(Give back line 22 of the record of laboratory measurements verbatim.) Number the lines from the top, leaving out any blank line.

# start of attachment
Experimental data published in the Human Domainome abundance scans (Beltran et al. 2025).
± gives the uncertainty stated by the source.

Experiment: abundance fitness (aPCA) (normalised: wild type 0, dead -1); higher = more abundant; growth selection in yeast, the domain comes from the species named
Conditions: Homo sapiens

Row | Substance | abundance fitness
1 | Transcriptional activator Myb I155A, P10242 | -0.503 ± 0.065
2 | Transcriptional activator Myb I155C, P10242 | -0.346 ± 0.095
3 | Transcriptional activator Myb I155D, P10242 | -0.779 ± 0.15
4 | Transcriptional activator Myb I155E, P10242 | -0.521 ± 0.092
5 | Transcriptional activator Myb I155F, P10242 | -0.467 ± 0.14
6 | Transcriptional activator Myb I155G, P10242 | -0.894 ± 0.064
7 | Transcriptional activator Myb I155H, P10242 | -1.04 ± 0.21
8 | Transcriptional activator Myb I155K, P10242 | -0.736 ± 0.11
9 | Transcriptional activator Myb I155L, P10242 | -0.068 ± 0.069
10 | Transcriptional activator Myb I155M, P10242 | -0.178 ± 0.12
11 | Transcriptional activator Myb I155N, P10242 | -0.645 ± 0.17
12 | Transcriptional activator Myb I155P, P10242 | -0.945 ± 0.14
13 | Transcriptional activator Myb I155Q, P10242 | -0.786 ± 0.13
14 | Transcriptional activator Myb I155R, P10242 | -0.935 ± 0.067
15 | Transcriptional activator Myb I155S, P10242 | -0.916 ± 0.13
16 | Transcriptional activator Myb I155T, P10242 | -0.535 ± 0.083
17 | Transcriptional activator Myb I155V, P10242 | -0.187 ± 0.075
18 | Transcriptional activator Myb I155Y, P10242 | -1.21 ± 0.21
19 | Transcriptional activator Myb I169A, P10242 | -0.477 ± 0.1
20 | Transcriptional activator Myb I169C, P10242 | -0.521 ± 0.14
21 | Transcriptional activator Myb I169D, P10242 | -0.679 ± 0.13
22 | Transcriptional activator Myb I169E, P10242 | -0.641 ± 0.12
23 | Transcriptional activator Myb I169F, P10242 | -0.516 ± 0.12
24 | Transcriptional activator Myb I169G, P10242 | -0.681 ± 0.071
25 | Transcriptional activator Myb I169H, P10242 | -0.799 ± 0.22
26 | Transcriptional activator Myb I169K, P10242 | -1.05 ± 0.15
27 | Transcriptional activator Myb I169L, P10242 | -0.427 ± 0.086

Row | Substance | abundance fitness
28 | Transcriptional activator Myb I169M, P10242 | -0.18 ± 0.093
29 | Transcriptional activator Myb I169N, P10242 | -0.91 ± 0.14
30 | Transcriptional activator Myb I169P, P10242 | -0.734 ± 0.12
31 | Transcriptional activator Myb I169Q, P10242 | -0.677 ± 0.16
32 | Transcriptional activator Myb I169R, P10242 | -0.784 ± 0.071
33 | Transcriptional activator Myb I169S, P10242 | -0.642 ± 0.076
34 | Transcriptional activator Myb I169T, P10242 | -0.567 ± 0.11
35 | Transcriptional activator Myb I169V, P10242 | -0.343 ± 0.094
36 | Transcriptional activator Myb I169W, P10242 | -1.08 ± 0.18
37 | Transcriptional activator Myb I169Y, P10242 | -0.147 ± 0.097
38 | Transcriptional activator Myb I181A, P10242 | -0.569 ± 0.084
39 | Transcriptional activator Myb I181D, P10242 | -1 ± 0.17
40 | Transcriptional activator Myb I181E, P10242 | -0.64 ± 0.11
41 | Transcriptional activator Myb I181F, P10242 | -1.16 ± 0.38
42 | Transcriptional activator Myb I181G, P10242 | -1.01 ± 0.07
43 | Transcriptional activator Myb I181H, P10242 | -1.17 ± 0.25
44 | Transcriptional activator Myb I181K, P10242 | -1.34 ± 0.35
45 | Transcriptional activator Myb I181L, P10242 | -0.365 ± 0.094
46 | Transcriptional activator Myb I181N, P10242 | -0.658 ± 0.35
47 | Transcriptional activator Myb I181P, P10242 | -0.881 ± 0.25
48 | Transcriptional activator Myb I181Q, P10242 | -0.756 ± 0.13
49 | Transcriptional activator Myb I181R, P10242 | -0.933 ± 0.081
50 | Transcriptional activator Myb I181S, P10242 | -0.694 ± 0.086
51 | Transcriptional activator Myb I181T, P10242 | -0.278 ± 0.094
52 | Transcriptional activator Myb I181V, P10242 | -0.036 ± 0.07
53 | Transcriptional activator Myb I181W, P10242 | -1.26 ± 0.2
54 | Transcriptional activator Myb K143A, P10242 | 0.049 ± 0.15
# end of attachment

17 | Transcriptional activator Myb I155V, P10242 | -0.187 ± 0.075